Even Jesus understood his mother better as he matured. At 12 years old he was baffled by her anxiety when he had stayed in the temple in Jerusalem and failed to let her know where he was. At 12 he was a man now. Shouldn’t she have expected to find him in his father’s house, debating with the rabbis? Poor Mary had travelled a whole day’s journey out of Jerusalem, and then failing to find him when they were getting ready for the night, had to trail all the way back. But at the end of his life, in agony on the cross, he saw her standing there and asked her to be a mother to the disciple John, and he a son to her. He saw her now as an independent human being, not just as his mother, and he could see her needs and responded to them.

The only way we know what God is like is through other human beings. If we ourselves had never been loved then to say that God loves us would be meaningless, because we would simply not understand the word. All parents love imperfectly, in a few love is either absent or corrupted to the point that parenting becomes either physically or psychologically damaging. Many children are saved by the compassion and kindness of a teacher or grandparent or other adult who takes the parent’s place in giving the child the feelings of self-worth and security that can only come through love. Without that there can never be healthy adult relationships based on respect and generosity.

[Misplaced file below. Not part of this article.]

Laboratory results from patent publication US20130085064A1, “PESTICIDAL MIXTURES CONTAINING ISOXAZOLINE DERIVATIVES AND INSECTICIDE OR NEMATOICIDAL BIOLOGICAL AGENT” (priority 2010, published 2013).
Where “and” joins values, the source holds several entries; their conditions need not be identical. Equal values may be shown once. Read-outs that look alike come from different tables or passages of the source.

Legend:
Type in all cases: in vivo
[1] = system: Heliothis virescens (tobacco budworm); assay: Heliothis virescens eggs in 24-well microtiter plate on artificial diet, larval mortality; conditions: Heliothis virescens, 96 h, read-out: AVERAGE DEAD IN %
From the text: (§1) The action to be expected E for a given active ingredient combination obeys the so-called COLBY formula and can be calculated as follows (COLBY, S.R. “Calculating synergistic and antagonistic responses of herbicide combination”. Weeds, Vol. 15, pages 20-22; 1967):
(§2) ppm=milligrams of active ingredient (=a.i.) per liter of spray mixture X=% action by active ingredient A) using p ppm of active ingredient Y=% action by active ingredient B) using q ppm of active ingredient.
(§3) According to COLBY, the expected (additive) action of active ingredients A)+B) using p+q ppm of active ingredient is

At the age of 12, I saw my mother wholly in her relationship with me and was quick to recognise when her love didn’t entirely meet my needs, but rarely understood how her own life had been shaped by her own past relationships, and the courageous ways she had striven to do her best. And similarly I viewed God as existing to meet my needs, to provide healing and guidance, to make my life, if not easy, then at least purposeful. When things went wrong and I suffered in one way or another, I expected God to write me a script. What was the purpose of my suffering? Why me? Would I become a better person, and refined by my experiences serve God in new ways? How was God’s plan for my life, which I confidently believed he had mapped out for me in some detail, work out so that everything that happened to me was part of the plot, which would be a hiccup on the way to the happy ending once I read a bit further on in the script. And I carried on with that way of thinking long past my adolescence.